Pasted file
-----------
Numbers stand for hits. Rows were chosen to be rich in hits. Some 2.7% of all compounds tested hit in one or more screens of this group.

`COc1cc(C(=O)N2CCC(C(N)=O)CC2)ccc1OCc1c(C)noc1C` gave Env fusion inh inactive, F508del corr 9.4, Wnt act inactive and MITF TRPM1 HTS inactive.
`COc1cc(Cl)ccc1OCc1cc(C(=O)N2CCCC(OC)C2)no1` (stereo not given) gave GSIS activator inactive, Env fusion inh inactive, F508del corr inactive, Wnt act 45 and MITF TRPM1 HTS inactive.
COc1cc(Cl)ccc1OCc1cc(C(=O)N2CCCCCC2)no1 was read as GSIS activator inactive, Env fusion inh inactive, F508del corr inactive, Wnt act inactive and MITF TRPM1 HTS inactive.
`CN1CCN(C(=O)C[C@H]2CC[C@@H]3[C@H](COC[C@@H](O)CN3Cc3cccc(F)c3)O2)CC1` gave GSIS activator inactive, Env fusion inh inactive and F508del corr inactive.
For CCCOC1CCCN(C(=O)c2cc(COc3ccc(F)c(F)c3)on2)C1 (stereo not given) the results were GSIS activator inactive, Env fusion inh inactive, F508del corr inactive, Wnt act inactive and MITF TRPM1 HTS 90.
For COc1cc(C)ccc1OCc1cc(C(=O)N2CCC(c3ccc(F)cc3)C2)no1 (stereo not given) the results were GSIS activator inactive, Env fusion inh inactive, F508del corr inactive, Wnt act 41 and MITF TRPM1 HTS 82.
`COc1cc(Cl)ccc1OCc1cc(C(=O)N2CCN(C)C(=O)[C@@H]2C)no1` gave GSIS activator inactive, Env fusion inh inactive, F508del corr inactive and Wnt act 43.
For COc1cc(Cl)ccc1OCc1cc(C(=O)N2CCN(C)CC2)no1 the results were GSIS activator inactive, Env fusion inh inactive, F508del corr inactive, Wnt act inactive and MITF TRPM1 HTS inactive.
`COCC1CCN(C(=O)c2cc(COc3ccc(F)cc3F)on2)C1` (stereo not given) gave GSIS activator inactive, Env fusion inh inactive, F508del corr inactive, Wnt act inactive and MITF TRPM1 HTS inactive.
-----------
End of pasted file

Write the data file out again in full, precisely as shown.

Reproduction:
Numbers stand for hits. Rows were chosen to be rich in hits. Some 2.7% of all compounds tested hit in one or more screens of this group.

`COc1cc(C(=O)N2CCC(C(N)=O)CC2)ccc1OCc1c(C)noc1C` gave Env fusion inh inactive, F508del corr 9.4, Wnt act inactive and MITF TRPM1 HTS inactive.
`COc1cc(Cl)ccc1OCc1cc(C(=O)N2CCCC(OC)C2)no1` (stereo not given) gave GSIS activator inactive, Env fusion inh inactive, F508del corr inactive, Wnt act 45 and MITF TRPM1 HTS inactive.
COc1cc(Cl)ccc1OCc1cc(C(=O)N2CCCCCC2)no1 was read as GSIS activator inactive, Env fusion inh inactive, F508del corr inactive, Wnt act inactive and MITF TRPM1 HTS inactive.
`CN1CCN(C(=O)C[C@H]2CC[C@@H]3[C@H](COC[C@@H](O)CN3Cc3cccc(F)c3)O2)CC1` gave GSIS activator inactive, Env fusion inh inactive and F508del corr inactive.
For CCCOC1CCCN(C(=O)c2cc(COc3ccc(F)c(F)c3)on2)C1 (stereo not given) the results were GSIS activator inactive, Env fusion inh inactive, F508del corr inactive, Wnt act inactive and MITF TRPM1 HTS 90.
For COc1cc(C)ccc1OCc1cc(C(=O)N2CCC(c3ccc(F)cc3)C2)no1 (stereo not given) the results were GSIS activator inactive, Env fusion inh inactive, F508del corr inactive, Wnt act 41 and MITF TRPM1 HTS 82.
`COc1cc(Cl)ccc1OCc1cc(C(=O)N2CCN(C)C(=O)[C@@H]2C)no1` gave GSIS activator inactive, Env fusion inh inactive, F508del corr inactive and Wnt act 43.
For COc1cc(Cl)ccc1OCc1cc(C(=O)N2CCN(C)CC2)no1 the results were GSIS activator inactive, Env fusion inh inactive, F508del corr inactive, Wnt act inactive and MITF TRPM1 HTS inactive.
`COCC1CCN(C(=O)c2cc(COc3ccc(F)cc3F)on2)C1` (stereo not given) gave GSIS activator inactive, Env fusion inh inactive, F508del corr inactive, Wnt act inactive and MITF TRPM1 HTS inactive.